“Try to carry your bag on your back if possible,” she adds. “If not, switch shoulders at each floor or halfway up. If you can get your whole heel on the stair, push through the heel to activate your glutes and try not to push off with your bottom leg calf.”
If you do this regularly, it’ll pay off. “Lifting and lowering your body in slow controlled motion is reported to bring about greater muscle gain and more calorie burn, because you take momentum out of the equation,” Jespersen says. “A 150 pound male burns around 10 calories per flight of stairs.”
Getty ImagesManuel Breva Colmeiro
Seems odd to imagine that you can actually get a workout when seated in a car, right? Well, there are a few moves you can do on your bum that can burn some calories and improve muscle tone.
“Wear arm weights and keep both hands on the wheel: This is the safest exercise in the car that won’t distract you,” Tahir says. “The idea is that there is increased resistance and a heavier load for the arms the entire duration of your commute. This type of endurance condition will increase the number of calories you burn, and will continue to burn through out the day.”
How many calories, exactly? “It depends on the commute, but [it could be] 10-30 extra calories—and keep in mind you are conditioning and increasing muscle composition,” she says.
You can also do pelvic tilts while driving. Tahir suggests doing 3 sets of 15 reps, with a 2-minute break in between.
Make that subway ride a little more bearable by keeping yourself busy with a workout. First off, don’t sit. Give that seat up to someone else.
“Do calf raises, time each set for one minute, relax for 30 seconds and repeat 5 times,” says Tahir. “If the subway/train is not that packed, I do chair squats. Squat, let your butt touch the chair and come up right away. I do 12 reps and 3 sets,” she says.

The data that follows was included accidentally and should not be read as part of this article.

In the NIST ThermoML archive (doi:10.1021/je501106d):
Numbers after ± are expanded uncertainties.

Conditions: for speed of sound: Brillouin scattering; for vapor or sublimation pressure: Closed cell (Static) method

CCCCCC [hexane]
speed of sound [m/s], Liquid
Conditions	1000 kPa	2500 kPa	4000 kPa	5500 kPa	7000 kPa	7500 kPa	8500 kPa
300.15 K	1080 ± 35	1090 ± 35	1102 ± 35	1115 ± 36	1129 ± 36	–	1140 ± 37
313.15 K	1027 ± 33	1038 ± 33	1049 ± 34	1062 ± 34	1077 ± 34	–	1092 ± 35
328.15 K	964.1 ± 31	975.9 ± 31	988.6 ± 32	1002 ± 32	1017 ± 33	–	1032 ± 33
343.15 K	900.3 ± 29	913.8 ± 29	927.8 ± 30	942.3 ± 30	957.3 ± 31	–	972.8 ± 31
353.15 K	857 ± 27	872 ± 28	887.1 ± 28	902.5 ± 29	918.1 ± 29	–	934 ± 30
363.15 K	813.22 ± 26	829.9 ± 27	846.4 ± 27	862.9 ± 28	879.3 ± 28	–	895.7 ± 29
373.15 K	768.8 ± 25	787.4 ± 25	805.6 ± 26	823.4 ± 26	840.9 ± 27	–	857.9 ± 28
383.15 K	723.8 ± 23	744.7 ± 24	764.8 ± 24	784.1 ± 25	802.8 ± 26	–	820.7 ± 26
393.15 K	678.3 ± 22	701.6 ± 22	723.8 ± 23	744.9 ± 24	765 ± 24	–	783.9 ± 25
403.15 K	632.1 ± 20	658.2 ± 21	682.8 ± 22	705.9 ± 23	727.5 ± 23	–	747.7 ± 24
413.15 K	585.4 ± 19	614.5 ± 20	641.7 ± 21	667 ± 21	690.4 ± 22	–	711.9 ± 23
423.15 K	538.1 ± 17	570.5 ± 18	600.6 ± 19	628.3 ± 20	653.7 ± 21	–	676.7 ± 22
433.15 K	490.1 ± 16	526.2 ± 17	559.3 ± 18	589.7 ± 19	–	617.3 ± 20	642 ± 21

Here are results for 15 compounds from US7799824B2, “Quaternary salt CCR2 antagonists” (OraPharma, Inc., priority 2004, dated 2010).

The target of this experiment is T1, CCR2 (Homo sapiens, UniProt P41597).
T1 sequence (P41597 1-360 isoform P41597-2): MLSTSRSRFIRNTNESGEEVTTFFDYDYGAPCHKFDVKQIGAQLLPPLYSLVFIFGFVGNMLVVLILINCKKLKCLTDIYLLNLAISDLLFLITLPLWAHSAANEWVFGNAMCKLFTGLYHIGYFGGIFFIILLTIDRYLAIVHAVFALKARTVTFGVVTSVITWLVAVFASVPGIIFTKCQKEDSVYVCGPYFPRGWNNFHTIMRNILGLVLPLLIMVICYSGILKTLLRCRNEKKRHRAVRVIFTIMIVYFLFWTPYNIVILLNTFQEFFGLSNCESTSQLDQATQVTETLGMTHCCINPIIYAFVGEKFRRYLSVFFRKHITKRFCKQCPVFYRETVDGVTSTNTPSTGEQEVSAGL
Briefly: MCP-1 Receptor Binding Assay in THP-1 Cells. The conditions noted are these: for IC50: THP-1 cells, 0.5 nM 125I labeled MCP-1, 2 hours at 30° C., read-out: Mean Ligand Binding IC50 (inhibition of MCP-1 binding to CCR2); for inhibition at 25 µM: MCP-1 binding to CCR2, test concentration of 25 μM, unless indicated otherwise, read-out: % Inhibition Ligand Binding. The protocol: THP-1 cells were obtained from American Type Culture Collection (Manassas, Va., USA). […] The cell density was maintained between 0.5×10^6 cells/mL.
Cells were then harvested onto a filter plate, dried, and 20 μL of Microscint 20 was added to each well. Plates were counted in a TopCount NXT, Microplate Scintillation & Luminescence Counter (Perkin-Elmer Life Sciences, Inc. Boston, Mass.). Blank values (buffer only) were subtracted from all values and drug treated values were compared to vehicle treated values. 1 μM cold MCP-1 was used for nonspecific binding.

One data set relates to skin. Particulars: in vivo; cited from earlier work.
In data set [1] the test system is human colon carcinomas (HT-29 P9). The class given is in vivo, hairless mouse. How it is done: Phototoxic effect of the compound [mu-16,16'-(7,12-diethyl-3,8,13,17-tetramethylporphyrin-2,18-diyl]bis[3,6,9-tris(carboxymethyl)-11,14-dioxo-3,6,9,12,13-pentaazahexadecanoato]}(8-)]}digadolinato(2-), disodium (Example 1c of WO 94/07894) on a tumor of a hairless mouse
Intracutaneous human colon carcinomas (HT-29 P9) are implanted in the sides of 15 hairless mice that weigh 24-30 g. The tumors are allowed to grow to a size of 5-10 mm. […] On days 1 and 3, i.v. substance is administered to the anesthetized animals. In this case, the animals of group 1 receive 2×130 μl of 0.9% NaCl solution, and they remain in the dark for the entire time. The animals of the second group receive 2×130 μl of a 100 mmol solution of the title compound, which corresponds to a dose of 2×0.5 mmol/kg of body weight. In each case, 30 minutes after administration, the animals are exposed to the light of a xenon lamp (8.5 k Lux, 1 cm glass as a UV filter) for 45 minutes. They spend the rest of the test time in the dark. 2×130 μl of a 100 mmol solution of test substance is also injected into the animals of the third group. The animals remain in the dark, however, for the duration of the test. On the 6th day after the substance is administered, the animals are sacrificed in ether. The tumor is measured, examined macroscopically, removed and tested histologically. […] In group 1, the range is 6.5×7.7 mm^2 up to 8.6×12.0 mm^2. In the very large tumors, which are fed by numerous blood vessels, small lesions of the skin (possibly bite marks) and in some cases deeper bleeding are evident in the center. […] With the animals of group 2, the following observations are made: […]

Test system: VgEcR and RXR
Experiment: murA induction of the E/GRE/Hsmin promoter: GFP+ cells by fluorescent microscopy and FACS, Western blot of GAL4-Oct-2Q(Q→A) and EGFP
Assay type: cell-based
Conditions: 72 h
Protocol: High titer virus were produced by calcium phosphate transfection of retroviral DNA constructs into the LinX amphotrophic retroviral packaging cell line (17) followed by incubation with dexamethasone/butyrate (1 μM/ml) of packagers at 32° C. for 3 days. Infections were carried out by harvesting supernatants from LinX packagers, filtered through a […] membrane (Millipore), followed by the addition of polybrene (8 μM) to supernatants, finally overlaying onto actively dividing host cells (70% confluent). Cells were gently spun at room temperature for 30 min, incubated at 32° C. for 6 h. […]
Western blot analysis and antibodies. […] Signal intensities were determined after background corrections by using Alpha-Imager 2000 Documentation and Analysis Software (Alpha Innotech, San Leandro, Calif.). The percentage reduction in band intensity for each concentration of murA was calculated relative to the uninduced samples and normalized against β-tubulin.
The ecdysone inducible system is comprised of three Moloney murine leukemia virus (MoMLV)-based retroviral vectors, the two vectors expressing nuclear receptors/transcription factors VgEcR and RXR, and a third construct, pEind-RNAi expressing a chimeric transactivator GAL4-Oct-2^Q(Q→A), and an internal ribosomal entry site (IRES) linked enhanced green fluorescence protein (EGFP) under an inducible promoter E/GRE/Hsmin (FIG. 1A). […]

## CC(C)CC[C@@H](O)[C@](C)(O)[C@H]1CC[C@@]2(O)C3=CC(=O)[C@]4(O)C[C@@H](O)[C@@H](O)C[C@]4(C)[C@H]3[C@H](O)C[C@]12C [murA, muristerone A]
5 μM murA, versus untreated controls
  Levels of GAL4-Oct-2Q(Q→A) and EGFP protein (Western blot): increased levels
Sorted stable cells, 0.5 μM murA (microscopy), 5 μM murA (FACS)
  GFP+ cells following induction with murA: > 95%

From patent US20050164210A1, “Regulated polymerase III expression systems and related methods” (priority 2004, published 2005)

You can also stand on one leg and squat about 3 inches down, trying to hold for one-minute intervals. “This one is great if the train is packed and you want to do something very subtle,” she says. “You engage all your leg and butt muscles and will begin to feel it towards the end of one minute. Time it for one minute, relax for 30 seconds and repeat 5 times. There’s a potential for 30 calories burned per leg.
Getty ImagesKlaus Vedfelt
Not too long a commute? You can still get in some exercises during your short walk to the office. “Add 1 minute of lunging; they don’t need to be deep lunges, even half the depth or ¼ of the depth of a full lunge is good,” Tahir says. “This is the way to activate more muscles to burn more calories.” Plus, it’s easy to do lunges in work attire. You could burn up to 75 calories here.
You can also do side steps for 1 minute, and then walk backward for 30 seconds. If you are waiting at a crosswalk, use your bag or briefcase to do bicep curls. “Depending on the weight, you can do one arm at a time, or use both together [for] 12 reps, 3 sets,” she says. “Use the same bag or brief case to do a shoulder press up over your head.”
Plus, if there are stairs on the street, use them. “If I see stairs, I will go up and down them and try to find three staircases on my way to work,” she says.
For the side steps, you’ll burn about 35 calories a minute, and for the walking backwards part, it could be 3-5 calories for 30 seconds. For bicep exercises with shoulder press, it could be up to 10 calories for the 3sets—same calorie burn goes for the three flights of stairs.
Source: Read Full Article